“Nell, you’d be perfect for this panel”
“Yes, Honi, that is exactly, absolutely, perfectly me.”
My wisdom is coming in, and it doesn’t even hurt. Honi made me happy by thinking of me for this panel. I’ve been thinking about perfection a lot. I’m pinpointing this persnickity word as a possible root of, creative, intellectual, and physical sterility.
Yes, this is me. I am imperfect, and I am coming to terms with also being a leader–not in a conventional manner, and not as a perfect model, but in that I have influence. While its always hard for me to detect I can never tell if people are justt humoring me when they listen. Am I really making sense or are they just listening because I’m old and they’re supposeed to? I may never know, but either way, people keep dropping by and asking my opinion, so I’m going with it. Leader…
In teaching I have become infamous for my response “It’s perfect enough” which is a way of inviting my meticulous perfectionist-minded students away from working towards some ideally formed product, with excellence in craft, composition and idea, and into the rich dynamic life of the ongoing messy process. What a life! That’s all I know, its continually exciting, and I am evangelical about it.
“Perfect enough” means stop there; I approve; I grant you permission to quit obsessively fussing and worrying. In beginning a drawing in a first year class, I grade my students on the mess they make. They take some time to get used to this counter-culture idea, but I am dead serious. I want to see the lines they corrected, the missmatches, the offness of accuracy and the compesnations. The mess shows me their work, and I see how they are trying. I liken the mess of making to long division–I am really not all that interested in the answer by itself, but rather how YOU discover it. How do YOU think it through? Seeing your thinking (by you showing your thinking) is what I can relate to, learn from and teach to. Indeed I have the unwelcome habit of approaching the careful student with news that her paper is too clean, and she must make more dark marks on it. The mess is the soul of the drawing–it animates the work, the space, the mind of the maker (she gets to let go) and the imagination of the viewer–it drops tthe pretense that we “Know” and let’s us live into “finding out”.
Trying is everything. To be curious and to discover, for me, is the purpose of things.
It’s taken me a long time to embrace this idea. It requires self-awareness, self acceptance, self-laughability, humility, a right-sized personhood. But I swear it makes life so much lighter. I like it.
I’m not much of a beliver in mistakes. For me, everything is information and data. Make a mark, observe what happens (listen to the response of the page), interpret the result, adjust the hypothesis, mark again and repeat (forever). creative process; scientific methtod; socrattic dialogue; growing; learning. It’s very much like a real relationship: make yourself known, however wobbly and unsure, get a response, repeat. We become more solid and confident the more we practice the wobble. We come alive through our mess.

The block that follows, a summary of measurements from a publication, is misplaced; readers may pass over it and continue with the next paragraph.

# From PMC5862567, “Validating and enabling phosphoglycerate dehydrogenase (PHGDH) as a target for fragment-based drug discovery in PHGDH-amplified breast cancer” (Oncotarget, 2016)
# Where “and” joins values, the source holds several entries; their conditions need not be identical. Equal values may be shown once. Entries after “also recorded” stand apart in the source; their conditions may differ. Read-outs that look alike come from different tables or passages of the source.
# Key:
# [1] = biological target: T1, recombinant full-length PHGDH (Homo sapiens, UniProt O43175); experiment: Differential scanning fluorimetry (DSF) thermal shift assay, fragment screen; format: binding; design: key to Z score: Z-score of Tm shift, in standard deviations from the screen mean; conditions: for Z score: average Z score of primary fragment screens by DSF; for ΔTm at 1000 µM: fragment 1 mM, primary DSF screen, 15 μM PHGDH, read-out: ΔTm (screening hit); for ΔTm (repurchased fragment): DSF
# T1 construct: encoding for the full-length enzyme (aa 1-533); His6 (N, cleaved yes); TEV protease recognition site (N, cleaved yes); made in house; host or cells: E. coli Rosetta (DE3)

Leading Imperfectly Panel
January 12, 2021, 5 PM EST
Whitney Brown, Danita Knight, Dereika Pinder-Phillips, Nell Ruby
Responses to prepared questions:
Share with us a story in which you experienced failure. How did you use that experience to move forward?
GOAL: Make great work! Become a famous artist!
REALITY: Make great work! Do not become a famous artist!
LESSON: right-sizing myself, recognizing that I am not all that and also (very important!) neither is anyone else. Who gets to say who is famous? Why is that important? And how does that qualify me, or not? I learn that qualifications are an inside job. What is really important to me? After all, I have to (I get to) live with myself all the time–every second of every day, I am always there for me. Self-reflection and introspection reveal to me that recognition, whcih is important to my feelings of value, is different from fame. Fame is capricious, political, coincidental, unrealistic and almost certainly an immature desire. So what do I really want? THAT IS THE REAL QUESTION? I want to be recognized by people whose opinions and work I respect. These people may or may not own galleries and museums, and may or may not be artists. They are almost certainly, however, involved in the work of living creatively and honestly. I learn that to make my work and have a dialogue with people I respect is rewarding and especially rich perhaps exactly because of its quietude and non-chaotic, non-fame.
When I work for the approval of others–imposing external values vs. knowing, and living into my own values, I lose my bearings. I can’t look outside to find my way. I become an imposter!
Have you experienced imposter syndrome? If so, how did you overcome it?